She is the daughter of the Governor, he is her first love and the boy who broke her heart. Now, he is back and even though she’s way out of his league, he wants one more chance to prove he’s a man who’s worthy of her. An all-new second chance romance is out this week from Jennifer Probst, part of her Stay series, and I have a sneak peek for you.
Owen Salt paused outside the door, his hand clenching into a death-grip around his briefcase.
His life was about to change.
He took a few moments to calm his thundering heart and hoped he hadn’t taken the ultimate gamble for nothing. All his hard work over the past few years to transform not only his career, but the man he was had been concentrated into a single goal.
He squared his shoulders and knocked.
This time, he didn’t hesitate. He walked into her office, set his briefcase down, and waited for her to tear her glance from the computer.
His gaze swept over her cramped office, the finely organized chaos a staple of an overworked rescue agency, but it was the woman behind the desk who commanded his full attention.
Time stopped, then raced backwards until he was once again that awkward, young kid, staring at the most beautiful girl he’d ever seen. Even now, prepared for the shock of emotion that punched through him, he was struck a bit dumb and mute as he greedily took in her appearance.
Her hair was shorter now, barely touching her shoulders, a dark sable brown with deep hints of mahogany. He remembered running his fingers through the strands, the silky pull and dance of silk rising to meet him. Her face was turned toward her screen, red lips pursed as she silently read. A pair of trendy black glasses perched on her nose. He’d memorized every angle of her face until she haunted his dreams. Heart-shaped face. Sharp, angular cheekbones, rounded chin, and a pert nose she’d always groaned about. He remembered kissing it while she fought to get away, her giggles rising to his ears like music. Remembered rolling in the green grass of the meadow, limbs entangled, lips pressed together, the haunting scent of sunshine and daisies permeating his senses and wrecking him for anyone after her.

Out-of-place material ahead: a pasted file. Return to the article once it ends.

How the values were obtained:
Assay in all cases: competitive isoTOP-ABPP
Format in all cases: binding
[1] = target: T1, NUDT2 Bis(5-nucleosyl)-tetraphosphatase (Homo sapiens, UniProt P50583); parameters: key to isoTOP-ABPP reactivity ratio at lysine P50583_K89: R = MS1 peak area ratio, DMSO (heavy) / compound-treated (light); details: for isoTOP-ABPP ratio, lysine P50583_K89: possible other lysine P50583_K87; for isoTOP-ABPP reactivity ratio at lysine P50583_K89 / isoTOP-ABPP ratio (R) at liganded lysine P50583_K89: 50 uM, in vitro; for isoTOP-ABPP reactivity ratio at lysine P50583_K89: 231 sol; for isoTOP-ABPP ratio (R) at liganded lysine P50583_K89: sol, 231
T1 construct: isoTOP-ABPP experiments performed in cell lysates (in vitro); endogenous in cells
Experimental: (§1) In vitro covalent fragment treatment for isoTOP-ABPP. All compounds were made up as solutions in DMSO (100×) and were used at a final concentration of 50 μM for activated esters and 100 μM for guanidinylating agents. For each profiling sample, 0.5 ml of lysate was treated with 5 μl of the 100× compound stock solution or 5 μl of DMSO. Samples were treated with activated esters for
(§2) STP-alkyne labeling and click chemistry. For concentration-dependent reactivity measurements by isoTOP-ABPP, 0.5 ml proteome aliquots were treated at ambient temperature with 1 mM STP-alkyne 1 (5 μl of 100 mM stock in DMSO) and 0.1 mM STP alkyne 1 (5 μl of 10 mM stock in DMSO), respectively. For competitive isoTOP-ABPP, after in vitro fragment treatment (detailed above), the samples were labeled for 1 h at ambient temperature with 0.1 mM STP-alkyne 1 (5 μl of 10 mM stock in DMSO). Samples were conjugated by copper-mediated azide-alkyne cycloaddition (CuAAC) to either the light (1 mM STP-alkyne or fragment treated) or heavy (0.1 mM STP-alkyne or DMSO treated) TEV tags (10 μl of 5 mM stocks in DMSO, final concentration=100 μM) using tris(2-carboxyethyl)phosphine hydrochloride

His throat tightened but he remained still and stoic. Waiting.
She looked up.
The naked flash of vulnerability and searing pain almost made him stumble back. Shock flared in those cobalt blue depths, but he dove beyond the surface, desperate for the other emotions that he could build on; desperate for any type of hope.
One precious, fleeting moment of longing flared pure and bright. And he knew he’d do everything in his power to exploit that lingering feeling because it meant she hadn’t forgotten him.
She pushed back in her chair and stumbled to her feet, eyes wide in her face. “Owen? Wh—what are you doing here?”
He offered a small smile. “I’m back in New York. It’s been a long time.”
As if realizing she’d already shown him too much, a wall slammed down between them. She stiffened, her hands politely clasped in front of her like she faced a bored politician rather than the man who’d broken her heart. And he had. Badly. But if he was going to have a chance at redemption, he needed to focus on tiny steps. A flash of admiration tangled with disappointment as he watched her quickly compose herself and emanate a cool professionalism. Her voice was still husky, but tipped with ice. “I see. Well, to say this is a surprise is an understatement. Are you visiting your family?”
He nodded. “This weekend. Will stop by the Bishop farm, too, of course. Have you seen them lately?”
“Yes. Dad, Alyssa and I try to get out there regularly. They’re all doing well. Mia and Ethan’s daughter, Evie, will be turning one soon. Harper’s expansion has been a success and she’s able to rescue so many more horses.”
He smiled, his heart full from the image of the beloved farm expanding with children and animals who took care of one another. The Bishops had changed his life, along with Chloe. He thought of them as his second family. “I stayed in touch,” he said, not wanting her to think he’d abandoned them when he moved away.
Her lips pursed like she’d eaten something bad. “Glad you didn’t leave everyone behind for something bigger and better,” she said. Her light tone contradicted the hardness in her gaze.